Rhode Island Cultural Anchor: Dr. David Neves

NevesPhoto1 - David Neves

Dr. David Neves is the Director of Youth Wind Ensembles for the Rhode Island Philharmonic Orchestra and Music School and coordinator of music education at the University of Rhode Island. In June, 2017, Dr. Neves retired from his position as Director of Fine and Performing Arts for the Needham Public Schools, Needham, Massachusetts, completing 41 years of full time work in public school music education. Prior to Needham, Dr. Neves served 29 years as a Music Teacher, Supervisor and Director of Bands in Scituate, Rhode Island.

We asked him a few questions about his life and art-making in Rhode Island for our new series, Rhode Island Cultural Anchors.

RISCA: Give us a brief overview of your day yesterday- what did you do in both your personal and professional life.

DN: My typical day begins with a daily walk and exercise program to clear my mind, work on my body (which needs a LOT of work) and generally get energized for the work. Being retired from full-time work enables me to spend my time doing what I love to do on my own terms. Currently, that means spending about 2 hours a day playing my horns (saxophone, clarinet, flute), 1 to 2 hours reviewing /studying scores for Rhode Island Philharmonic Youth Wind Ensemble (RIPYWE) rehearsals and future concert repertoire, and then on to work for my position as URI Coordinator of Music Education. This might include reviewing student teacher reflections, videos of teaching, prepping for upcoming seminar lectures, and researching topics and trends in music education. I also, at times, am preparing for workshops, clinics, and other supportive meetings I take on with local music teachers, school bands, and music programs, who reach out for advice. I also am able to keep up with professional readings on music education and our musical culture in general. Finally, in addition to my conducting, playing, and clinicing, I have a few private saxophone students who I adore that I teach weekly. In addition to the pure joy of teaching them, it keeps me engaged with many of the same challenges that my URI student teachers deal with in their placements. So, in a nutshell, I spend my days only doing what I absolutely love to do: teach music, play music, support music educators, promote music education as a vital part of every single student’s education, and keep myself growing musically and intellectually — while still having the extra time for the most important joys of life, my family–my wife Janice, my daughters Kristin, Jennifer and Amanda, and of course my two insanely wonderful grandsons, Alex and William!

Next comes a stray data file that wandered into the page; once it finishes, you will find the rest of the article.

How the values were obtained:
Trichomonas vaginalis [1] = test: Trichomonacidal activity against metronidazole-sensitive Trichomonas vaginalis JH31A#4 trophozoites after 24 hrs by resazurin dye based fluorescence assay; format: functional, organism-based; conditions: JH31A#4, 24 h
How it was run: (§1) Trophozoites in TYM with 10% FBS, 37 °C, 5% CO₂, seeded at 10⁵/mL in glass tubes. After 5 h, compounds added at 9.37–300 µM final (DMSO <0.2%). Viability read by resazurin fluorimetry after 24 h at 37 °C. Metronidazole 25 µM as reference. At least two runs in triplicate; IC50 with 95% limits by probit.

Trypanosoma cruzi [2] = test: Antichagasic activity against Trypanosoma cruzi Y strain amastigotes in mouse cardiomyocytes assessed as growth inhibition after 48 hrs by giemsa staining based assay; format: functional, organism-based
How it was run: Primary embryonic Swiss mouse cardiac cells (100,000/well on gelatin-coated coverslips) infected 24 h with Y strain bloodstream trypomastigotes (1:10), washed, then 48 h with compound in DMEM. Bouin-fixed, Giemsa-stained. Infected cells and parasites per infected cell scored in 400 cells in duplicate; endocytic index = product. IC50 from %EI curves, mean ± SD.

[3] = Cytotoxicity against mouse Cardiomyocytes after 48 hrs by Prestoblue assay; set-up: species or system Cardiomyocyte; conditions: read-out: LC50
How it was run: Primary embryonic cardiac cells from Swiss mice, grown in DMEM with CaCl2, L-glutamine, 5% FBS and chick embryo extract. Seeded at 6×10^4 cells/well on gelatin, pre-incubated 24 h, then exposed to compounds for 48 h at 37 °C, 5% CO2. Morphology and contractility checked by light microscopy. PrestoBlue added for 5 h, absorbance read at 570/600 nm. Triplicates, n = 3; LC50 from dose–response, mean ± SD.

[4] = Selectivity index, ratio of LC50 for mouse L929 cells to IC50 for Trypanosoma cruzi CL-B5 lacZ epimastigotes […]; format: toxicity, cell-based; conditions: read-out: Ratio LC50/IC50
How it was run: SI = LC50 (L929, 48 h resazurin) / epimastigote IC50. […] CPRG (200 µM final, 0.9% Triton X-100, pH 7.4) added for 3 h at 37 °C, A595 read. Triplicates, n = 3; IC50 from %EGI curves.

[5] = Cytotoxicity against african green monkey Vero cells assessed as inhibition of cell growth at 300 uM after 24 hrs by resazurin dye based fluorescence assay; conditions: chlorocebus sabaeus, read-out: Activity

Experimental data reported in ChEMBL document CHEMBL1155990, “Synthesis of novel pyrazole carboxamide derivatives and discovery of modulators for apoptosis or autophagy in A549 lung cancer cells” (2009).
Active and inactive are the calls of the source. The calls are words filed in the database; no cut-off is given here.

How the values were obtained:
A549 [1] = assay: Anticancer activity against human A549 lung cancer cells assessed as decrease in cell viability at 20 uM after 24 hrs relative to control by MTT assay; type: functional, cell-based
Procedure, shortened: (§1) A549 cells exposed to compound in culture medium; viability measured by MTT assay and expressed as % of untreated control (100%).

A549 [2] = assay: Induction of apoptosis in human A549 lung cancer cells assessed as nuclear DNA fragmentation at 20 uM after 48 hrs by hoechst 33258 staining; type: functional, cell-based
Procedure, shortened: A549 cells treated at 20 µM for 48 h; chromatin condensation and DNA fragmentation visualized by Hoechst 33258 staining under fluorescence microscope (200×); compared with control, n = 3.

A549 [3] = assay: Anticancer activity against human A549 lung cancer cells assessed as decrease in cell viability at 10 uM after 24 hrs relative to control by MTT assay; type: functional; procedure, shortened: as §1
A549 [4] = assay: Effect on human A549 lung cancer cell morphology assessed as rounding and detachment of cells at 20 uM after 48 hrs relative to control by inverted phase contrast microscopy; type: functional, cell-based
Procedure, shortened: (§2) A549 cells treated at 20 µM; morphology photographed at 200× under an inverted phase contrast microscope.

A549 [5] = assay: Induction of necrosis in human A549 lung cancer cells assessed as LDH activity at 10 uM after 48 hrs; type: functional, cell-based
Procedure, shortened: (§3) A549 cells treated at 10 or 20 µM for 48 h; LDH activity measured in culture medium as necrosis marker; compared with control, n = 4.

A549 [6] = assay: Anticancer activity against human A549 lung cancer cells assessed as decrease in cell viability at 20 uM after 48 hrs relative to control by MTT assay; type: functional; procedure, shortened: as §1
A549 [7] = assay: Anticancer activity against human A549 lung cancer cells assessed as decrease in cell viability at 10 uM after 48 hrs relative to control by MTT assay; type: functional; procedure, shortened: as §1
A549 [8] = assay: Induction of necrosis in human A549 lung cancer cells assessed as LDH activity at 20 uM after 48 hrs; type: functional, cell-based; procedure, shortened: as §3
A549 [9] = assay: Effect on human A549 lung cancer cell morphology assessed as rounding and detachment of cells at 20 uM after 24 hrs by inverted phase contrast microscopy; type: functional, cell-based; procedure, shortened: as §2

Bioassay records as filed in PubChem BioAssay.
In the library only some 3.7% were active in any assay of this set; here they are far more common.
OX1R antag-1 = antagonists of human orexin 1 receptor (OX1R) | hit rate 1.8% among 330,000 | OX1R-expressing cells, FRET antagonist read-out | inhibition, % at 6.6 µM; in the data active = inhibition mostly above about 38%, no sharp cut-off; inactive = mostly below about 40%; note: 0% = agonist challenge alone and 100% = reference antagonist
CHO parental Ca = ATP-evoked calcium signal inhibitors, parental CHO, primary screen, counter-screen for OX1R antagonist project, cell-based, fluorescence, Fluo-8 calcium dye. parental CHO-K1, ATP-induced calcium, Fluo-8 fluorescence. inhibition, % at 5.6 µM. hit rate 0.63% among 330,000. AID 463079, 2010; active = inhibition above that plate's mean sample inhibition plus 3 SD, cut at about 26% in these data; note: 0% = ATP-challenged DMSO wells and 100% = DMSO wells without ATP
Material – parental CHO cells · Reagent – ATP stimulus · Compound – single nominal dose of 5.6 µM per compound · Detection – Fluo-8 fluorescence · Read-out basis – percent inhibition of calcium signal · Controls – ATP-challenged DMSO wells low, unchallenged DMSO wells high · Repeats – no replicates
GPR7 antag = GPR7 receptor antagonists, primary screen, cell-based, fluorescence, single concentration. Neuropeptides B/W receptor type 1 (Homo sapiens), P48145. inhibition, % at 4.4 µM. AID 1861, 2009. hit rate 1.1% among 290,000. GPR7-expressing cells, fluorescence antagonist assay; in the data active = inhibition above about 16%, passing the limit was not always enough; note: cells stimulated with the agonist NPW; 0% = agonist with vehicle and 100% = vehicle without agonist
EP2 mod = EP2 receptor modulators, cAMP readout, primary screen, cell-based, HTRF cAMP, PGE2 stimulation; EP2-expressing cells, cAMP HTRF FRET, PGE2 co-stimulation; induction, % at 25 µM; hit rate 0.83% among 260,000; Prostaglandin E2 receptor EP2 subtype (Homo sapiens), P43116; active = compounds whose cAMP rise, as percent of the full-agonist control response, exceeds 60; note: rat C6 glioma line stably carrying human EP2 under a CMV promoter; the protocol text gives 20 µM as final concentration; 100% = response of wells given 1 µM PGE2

RISCA: Why do you make Rhode Island your home, and how did you end up here?

DN: My parents, both immigrants from Portugal, chose to make RI their home, and thus mine. The rich mixture of our Portuguese heritage with the potpourri of the entire American melting pot is easily accessible, and always visible in our state. I guess I am a bit of a “home body” having been born here, grown up here, gone to school nearby (Boston), and then with my professional life primarily here and in nearby Massachusetts. Though I’ve never called any other place home, I’ve traveled enough, and seen enough to know that RI is still where I always want to come back to – my heritage and history is here, and I love being able to relive it and be reminded of how lucky I’ve been every single day. AND, at the same time, being so relatively “close” to other incredible cultural centers, including Boston, NYC, Canada and even Western Europe makes it a great place to call my home base.